10 Reasons to Move Forward with the Current City Hall/Parking Plans

It is time for this city council to move forward with this project and break ground this summer.

By John Kramer

1) The concept of this project was approved and adopted by the city council in the 1987 Urban Renewal Plan and the 2006 Master Plan.

2) The current and a great City Hall site was chosen by our founding community forefathers almost 100 years ago in 1917. There is no good reason to move City Hall. As the saying goes, “If it is not broken, don’t try to fix it”.

3) The current City Hall site is paid for. If you moved City Hall, the city might have to spend $1 million – $2 million more on a new land purchase somewhere else. That makes no sense.

4) The current site is still the best site because of its large, flexible size. And equally important, it’s central convenient location to serve both the central business district, and the growing Railway District.

5) The current City Hall is almost 100 years old. It is time to replace it with a new better constructed building that could last another 100 years or more.

6) This project has been thoughtfully and carefully planned out over many years with dozens and dozens of public meetings, council workshops, city council meetings and several community open houses. And hundreds of community members and many staff members have spent thousands of hours participating in this thorough public process. It would be totally unfair and irresponsible to ignore and dismiss this highly public process.

7) Inadequate downtown parking has been a priority issue for quite some time; and the problem is likely to get worse. There is no better central, convenient location to address this problem. A surface lot with City Hall would only provide about 50 new parking spaces. That does not solve the long-term needs. The proposed parking facility will provide over 220 parking spaces. That will be much more helpful both now and into the future.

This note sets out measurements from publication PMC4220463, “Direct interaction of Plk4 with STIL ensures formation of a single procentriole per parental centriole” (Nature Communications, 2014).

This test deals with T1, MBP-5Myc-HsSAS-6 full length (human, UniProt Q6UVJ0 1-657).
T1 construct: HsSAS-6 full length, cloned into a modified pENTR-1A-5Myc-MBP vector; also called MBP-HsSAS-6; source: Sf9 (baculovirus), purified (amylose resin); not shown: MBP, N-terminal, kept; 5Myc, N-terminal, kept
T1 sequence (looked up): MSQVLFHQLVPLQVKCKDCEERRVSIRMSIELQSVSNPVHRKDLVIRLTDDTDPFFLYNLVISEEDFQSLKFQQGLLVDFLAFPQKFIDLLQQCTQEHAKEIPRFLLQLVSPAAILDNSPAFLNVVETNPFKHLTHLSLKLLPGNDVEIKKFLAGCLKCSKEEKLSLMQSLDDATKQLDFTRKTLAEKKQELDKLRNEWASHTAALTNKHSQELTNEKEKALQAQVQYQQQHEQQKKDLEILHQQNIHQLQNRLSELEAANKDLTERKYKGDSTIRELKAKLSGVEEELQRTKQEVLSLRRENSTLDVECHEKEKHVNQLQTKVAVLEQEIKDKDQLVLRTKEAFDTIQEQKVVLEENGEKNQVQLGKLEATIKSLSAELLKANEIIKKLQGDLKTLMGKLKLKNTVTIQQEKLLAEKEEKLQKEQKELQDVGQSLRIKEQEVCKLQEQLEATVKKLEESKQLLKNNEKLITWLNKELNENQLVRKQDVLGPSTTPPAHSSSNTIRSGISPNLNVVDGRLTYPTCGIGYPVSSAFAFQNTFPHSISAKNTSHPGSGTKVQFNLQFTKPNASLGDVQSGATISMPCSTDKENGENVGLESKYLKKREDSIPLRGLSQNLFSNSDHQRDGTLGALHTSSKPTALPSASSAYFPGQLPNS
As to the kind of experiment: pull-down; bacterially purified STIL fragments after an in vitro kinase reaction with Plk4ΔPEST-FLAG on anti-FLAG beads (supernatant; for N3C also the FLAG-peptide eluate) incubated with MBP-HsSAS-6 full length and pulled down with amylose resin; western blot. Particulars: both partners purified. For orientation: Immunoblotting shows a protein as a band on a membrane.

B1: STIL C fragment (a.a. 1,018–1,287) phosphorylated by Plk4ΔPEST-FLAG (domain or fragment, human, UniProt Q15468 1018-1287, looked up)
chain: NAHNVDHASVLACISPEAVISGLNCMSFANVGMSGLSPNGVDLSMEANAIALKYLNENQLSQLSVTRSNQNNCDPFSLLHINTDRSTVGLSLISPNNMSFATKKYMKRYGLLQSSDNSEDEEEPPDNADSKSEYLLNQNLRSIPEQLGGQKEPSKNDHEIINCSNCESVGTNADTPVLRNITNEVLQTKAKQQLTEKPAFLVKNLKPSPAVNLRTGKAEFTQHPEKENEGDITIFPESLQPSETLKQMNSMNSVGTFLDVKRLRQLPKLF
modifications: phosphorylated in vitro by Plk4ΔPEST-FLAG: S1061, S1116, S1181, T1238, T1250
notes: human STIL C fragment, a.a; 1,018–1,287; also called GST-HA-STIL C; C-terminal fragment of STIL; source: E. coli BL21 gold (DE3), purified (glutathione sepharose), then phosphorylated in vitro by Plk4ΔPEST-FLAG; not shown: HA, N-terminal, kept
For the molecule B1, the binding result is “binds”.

8) A successful, fun, vibrant community needs a successful, fun, vibrant downtown core. We have seen many communities across Montana and America let their downtowns deteriorate; and then eventually much of the community will also deteriorate. We should not and must not make that mistake here.

9) This project is being funded primarily with the Tax Increment Fund (TIF), and a Downtown Special Improvement District. Contrary to what some are inaccurately saying, our residential property taxes should not go up. But if we delay, the cost of this project could go up significantly due to construction inflation.

10) TIF funds by state law are intended for projects that will stimulate economic development and thus produce new tax revenues for the community. This project does exactly that. We are already seeing new multi-million dollar buildings going up because of this and previous TIF projects. And more new projects, additions and remodels are in the planning stages waiting for more parking and City Hall to be built.

In summary, it is time for this city council to move forward with this project and break ground this summer.

John Kramer

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